Strokes' showmanship catching up to fanfare


January 6, 2006


"I thought we were playing a bar," singer Julian Casablancas said 11 songs into the Strokes' set at the ornate Park West on Tuesday, the release date for the band's third album, during the first show of a buzz-generating small-venue blitz. "But this is nice."

When the New York City quintet first performed in Chicago in February 2001, it played at the Empty Bottle, opening for its heroes Guided by Voices. A group of high school friends who had never played in other bands, the Strokes aspired to reach the level of GBV, selling perhaps 30,000 albums to devoted hipsters in the indie-rock underground.

Instead, Casablancas and his mates were branded as the latest group destined to "save" rock 'n' roll. Their debut, "Is This It?," scored platinum sales of a million copies, but the 2003 followup, "Room on Fire," only did half as well. The alleged saviors have been battling unrealistic expectations ever since, and those are still in evidence in many reviews of the excellent new "First Impressions of Earth."

One suspects that the Strokes still would like to be the middle band on a bill at the Bottle. But with the new disc, they seem finally to be tuning out what other people think they should be and reveling in what they are: extremely tuneful garage-rock minimalists with a sleek and streamlined sound capable of erupting into inspired bursts of controlled fury or taking subtle and unexpected detours into other genres.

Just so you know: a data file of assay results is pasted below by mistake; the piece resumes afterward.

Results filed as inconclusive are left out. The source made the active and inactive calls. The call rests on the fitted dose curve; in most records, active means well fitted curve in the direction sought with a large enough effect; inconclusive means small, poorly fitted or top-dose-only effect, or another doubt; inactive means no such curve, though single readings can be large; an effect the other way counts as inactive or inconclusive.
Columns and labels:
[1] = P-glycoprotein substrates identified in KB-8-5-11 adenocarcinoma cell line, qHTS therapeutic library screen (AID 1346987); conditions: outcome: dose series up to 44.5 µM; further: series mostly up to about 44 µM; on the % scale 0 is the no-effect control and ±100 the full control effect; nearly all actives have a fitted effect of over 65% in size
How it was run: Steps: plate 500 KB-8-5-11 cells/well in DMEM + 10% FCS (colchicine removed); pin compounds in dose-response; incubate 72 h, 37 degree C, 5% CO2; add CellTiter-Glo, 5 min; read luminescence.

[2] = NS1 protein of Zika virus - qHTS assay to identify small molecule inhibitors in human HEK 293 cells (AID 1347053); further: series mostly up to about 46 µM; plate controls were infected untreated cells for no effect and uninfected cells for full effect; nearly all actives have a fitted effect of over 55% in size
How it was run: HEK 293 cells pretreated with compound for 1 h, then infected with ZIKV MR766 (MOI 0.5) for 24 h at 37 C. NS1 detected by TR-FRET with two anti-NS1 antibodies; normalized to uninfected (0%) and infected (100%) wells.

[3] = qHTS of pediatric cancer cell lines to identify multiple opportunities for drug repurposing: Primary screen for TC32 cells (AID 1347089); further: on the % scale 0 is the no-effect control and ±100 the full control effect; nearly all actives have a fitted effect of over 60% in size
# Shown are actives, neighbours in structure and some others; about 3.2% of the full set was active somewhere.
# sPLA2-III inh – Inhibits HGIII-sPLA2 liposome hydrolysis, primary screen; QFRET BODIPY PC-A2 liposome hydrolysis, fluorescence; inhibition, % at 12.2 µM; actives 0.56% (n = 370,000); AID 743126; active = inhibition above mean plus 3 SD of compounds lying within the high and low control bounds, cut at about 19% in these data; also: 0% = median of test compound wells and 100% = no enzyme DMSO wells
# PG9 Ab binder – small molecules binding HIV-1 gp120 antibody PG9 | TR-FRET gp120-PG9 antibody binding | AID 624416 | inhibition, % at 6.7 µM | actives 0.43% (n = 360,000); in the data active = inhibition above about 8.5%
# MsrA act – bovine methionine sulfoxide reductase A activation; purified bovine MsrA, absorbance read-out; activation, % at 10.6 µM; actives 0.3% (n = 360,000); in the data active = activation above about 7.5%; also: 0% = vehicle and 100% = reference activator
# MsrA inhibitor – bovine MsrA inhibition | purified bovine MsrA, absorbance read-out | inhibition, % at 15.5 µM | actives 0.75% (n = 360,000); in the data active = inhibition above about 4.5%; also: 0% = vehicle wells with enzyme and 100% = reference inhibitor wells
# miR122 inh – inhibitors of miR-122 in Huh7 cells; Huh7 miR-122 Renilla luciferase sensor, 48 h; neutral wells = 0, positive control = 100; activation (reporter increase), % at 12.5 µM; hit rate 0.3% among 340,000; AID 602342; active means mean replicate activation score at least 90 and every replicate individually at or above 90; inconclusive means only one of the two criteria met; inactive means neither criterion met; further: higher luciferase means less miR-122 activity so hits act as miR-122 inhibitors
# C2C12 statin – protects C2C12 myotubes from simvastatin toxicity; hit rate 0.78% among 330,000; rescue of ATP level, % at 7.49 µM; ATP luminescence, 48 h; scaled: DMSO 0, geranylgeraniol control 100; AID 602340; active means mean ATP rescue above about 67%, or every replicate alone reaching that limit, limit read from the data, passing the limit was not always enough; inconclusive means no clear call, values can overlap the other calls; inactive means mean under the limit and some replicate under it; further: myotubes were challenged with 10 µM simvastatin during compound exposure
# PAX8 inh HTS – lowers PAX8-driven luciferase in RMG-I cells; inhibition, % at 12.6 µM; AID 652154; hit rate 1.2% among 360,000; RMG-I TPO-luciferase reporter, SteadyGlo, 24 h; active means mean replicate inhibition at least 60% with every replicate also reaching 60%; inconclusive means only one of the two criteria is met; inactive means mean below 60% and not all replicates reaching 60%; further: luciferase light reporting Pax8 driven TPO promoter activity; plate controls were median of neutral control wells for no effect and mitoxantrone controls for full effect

To be sure, the first album's more propulsive songs -- among them "Last Nite," "Take It or Leave It" and "New York City Cops" -- garnered the most enthusiastic response from fans during a no-nonsense, 75-minute, 18-song set. But newer, slightly more experimental tunes -- including the bass-driven single "Juicebox," the slyly funky "Razorblade" and the amped-up saloon song "15 Minutes" -- showed that the artists have enough colors on their palette to provide endless variations of their basic formula, while simultaneously delivering more of that speeding-subway-train sound that fans love.

Throughout the set, Casablancas' deceptively laconic vocals were as distinctive and endearing as ever -- he has one of the best rock deliveries since Kurt Cobain -- and guitarists Nick Valensi and Albert Hammond Jr. were the unstoppable engines driving the group's crazy rhythms.

But as always, drummer Fabrizio Moretti -- a k a "Drew Barrymore's boyfriend," if you're addicted to People or Us magazines -- was the band's MVP, a virtual machine whose rhythms were unrelenting and undeniable.

In fact, midway through the show, when Moretti dropped a beat during one of the group's new tunes, it came as welcome evidence that the musicians are human after all, rather than as a distracting mistake.

Casablancas cracked a smile after that gaffe, one of many he flashed during the performance. Critics, fans and industry insiders still may want him to be "the next Kurt," but he seems to have acquired the ability to shrug that off and simply enjoy being the leader of one of the most consistent and exciting bands in modern rock.